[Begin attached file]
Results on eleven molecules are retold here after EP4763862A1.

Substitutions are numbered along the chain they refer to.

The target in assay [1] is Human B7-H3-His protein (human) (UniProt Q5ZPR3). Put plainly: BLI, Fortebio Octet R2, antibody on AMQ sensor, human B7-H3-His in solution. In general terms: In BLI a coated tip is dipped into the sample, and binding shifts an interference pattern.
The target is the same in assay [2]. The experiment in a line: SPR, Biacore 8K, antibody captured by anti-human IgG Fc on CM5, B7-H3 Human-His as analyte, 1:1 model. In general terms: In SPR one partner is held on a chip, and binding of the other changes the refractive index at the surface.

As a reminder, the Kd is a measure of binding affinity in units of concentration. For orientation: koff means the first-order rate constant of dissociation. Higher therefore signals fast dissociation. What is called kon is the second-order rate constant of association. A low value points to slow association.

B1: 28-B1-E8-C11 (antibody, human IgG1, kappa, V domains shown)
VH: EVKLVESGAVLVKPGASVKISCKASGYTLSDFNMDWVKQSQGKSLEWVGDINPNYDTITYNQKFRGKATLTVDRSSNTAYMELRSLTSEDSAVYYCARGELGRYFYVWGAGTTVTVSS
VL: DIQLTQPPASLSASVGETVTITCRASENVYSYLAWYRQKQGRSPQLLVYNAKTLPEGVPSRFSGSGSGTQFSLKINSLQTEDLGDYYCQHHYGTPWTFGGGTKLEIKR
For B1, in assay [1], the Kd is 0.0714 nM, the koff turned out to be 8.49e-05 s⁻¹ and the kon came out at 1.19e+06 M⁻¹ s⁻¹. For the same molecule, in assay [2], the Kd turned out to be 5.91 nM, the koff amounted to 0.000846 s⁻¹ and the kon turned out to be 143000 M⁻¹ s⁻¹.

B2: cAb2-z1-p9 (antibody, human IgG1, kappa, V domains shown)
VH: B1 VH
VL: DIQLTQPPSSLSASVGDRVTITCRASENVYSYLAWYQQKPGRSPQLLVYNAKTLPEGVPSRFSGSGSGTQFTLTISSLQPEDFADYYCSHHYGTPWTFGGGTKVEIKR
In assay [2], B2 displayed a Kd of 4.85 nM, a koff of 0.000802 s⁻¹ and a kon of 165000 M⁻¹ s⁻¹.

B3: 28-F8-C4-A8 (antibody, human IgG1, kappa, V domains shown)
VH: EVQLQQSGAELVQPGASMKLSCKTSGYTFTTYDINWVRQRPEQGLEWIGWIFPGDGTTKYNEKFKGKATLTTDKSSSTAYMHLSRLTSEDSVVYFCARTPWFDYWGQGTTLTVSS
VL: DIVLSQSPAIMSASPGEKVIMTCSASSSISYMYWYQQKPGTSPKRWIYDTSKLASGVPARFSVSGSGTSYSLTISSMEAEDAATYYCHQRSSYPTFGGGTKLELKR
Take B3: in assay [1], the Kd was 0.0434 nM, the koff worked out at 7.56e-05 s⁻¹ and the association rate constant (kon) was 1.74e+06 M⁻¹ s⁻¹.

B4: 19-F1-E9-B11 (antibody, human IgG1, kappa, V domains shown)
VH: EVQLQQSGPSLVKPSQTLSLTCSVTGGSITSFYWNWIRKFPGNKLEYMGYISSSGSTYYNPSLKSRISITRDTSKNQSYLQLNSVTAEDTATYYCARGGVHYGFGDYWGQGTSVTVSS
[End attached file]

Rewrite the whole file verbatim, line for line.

Results on eleven molecules are retold here after EP4763862A1.

Substitutions are numbered along the chain they refer to.

The target in assay [1] is Human B7-H3-His protein (human) (UniProt Q5ZPR3). Put plainly: BLI, Fortebio Octet R2, antibody on AMQ sensor, human B7-H3-His in solution. In general terms: In BLI a coated tip is dipped into the sample, and binding shifts an interference pattern.
The target is the same in assay [2]. The experiment in a line: SPR, Biacore 8K, antibody captured by anti-human IgG Fc on CM5, B7-H3 Human-His as analyte, 1:1 model. In general terms: In SPR one partner is held on a chip, and binding of the other changes the refractive index at the surface.

As a reminder, the Kd is a measure of binding affinity in units of concentration. For orientation: koff means the first-order rate constant of dissociation. Higher therefore signals fast dissociation. What is called kon is the second-order rate constant of association. A low value points to slow association.

B1: 28-B1-E8-C11 (antibody, human IgG1, kappa, V domains shown)
VH: EVKLVESGAVLVKPGASVKISCKASGYTLSDFNMDWVKQSQGKSLEWVGDINPNYDTITYNQKFRGKATLTVDRSSNTAYMELRSLTSEDSAVYYCARGELGRYFYVWGAGTTVTVSS
VL: DIQLTQPPASLSASVGETVTITCRASENVYSYLAWYRQKQGRSPQLLVYNAKTLPEGVPSRFSGSGSGTQFSLKINSLQTEDLGDYYCQHHYGTPWTFGGGTKLEIKR
For B1, in assay [1], the Kd is 0.0714 nM, the koff turned out to be 8.49e-05 s⁻¹ and the kon came out at 1.19e+06 M⁻¹ s⁻¹. For the same molecule, in assay [2], the Kd turned out to be 5.91 nM, the koff amounted to 0.000846 s⁻¹ and the kon turned out to be 143000 M⁻¹ s⁻¹.

B2: cAb2-z1-p9 (antibody, human IgG1, kappa, V domains shown)
VH: B1 VH
VL: DIQLTQPPSSLSASVGDRVTITCRASENVYSYLAWYQQKPGRSPQLLVYNAKTLPEGVPSRFSGSGSGTQFTLTISSLQPEDFADYYCSHHYGTPWTFGGGTKVEIKR
In assay [2], B2 displayed a Kd of 4.85 nM, a koff of 0.000802 s⁻¹ and a kon of 165000 M⁻¹ s⁻¹.

B3: 28-F8-C4-A8 (antibody, human IgG1, kappa, V domains shown)
VH: EVQLQQSGAELVQPGASMKLSCKTSGYTFTTYDINWVRQRPEQGLEWIGWIFPGDGTTKYNEKFKGKATLTTDKSSSTAYMHLSRLTSEDSVVYFCARTPWFDYWGQGTTLTVSS
VL: DIVLSQSPAIMSASPGEKVIMTCSASSSISYMYWYQQKPGTSPKRWIYDTSKLASGVPARFSVSGSGTSYSLTISSMEAEDAATYYCHQRSSYPTFGGGTKLELKR
Take B3: in assay [1], the Kd was 0.0434 nM, the koff worked out at 7.56e-05 s⁻¹ and the association rate constant (kon) was 1.74e+06 M⁻¹ s⁻¹.

B4: 19-F1-E9-B11 (antibody, human IgG1, kappa, V domains shown)
VH: EVQLQQSGPSLVKPSQTLSLTCSVTGGSITSFYWNWIRKFPGNKLEYMGYISSSGSTYYNPSLKSRISITRDTSKNQSYLQLNSVTAEDTATYYCARGGVHYGFGDYWGQGTSVTVSS